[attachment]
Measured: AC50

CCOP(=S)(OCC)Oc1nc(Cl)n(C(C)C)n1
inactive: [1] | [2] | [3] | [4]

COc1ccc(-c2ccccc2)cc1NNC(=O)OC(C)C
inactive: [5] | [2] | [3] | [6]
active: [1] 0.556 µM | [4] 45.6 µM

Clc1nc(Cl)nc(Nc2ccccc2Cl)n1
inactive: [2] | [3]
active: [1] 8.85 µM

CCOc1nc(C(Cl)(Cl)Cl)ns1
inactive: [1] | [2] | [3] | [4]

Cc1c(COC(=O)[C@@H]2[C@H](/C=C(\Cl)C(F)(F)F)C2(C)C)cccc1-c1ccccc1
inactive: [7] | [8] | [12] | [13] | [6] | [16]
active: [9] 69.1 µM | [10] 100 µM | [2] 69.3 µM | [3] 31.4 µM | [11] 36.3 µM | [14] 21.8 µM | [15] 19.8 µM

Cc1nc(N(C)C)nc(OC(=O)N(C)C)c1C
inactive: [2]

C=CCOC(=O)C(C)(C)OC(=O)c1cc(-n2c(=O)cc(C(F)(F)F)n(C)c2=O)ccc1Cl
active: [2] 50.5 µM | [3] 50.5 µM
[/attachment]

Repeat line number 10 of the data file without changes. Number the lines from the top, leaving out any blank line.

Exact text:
CCOc1nc(C(Cl)(Cl)Cl)ns1